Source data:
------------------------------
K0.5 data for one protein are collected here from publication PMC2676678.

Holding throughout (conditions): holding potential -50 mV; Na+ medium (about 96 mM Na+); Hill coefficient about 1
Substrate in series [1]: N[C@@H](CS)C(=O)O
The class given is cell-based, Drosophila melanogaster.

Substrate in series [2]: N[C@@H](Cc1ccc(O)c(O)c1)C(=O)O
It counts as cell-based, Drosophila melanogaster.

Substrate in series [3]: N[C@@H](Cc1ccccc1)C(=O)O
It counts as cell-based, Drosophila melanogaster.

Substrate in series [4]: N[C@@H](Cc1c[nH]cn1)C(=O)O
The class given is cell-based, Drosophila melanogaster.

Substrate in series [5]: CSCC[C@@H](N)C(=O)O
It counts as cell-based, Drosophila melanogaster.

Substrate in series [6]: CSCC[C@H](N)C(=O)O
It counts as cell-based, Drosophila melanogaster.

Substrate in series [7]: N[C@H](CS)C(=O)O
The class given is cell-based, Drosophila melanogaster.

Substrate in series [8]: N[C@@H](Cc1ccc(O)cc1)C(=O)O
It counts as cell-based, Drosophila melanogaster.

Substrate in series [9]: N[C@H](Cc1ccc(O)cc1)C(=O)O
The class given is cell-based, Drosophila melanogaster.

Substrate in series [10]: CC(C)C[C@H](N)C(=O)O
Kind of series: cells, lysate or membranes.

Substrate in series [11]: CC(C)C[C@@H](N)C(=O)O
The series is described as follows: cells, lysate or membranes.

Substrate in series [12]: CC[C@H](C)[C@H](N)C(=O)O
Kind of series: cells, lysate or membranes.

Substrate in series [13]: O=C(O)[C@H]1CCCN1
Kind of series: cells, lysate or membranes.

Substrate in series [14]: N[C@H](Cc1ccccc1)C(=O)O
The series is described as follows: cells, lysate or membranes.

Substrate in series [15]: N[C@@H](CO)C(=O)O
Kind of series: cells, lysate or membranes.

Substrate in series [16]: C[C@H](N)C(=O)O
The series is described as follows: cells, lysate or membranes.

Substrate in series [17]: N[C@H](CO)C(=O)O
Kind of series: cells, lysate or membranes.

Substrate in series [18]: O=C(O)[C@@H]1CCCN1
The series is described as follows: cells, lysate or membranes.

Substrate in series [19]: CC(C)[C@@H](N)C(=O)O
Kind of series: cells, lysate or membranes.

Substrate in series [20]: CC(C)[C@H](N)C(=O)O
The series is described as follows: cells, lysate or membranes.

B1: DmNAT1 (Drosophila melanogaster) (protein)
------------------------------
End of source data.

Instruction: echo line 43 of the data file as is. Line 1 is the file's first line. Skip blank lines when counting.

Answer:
B1: DmNAT1 (Drosophila melanogaster) (protein)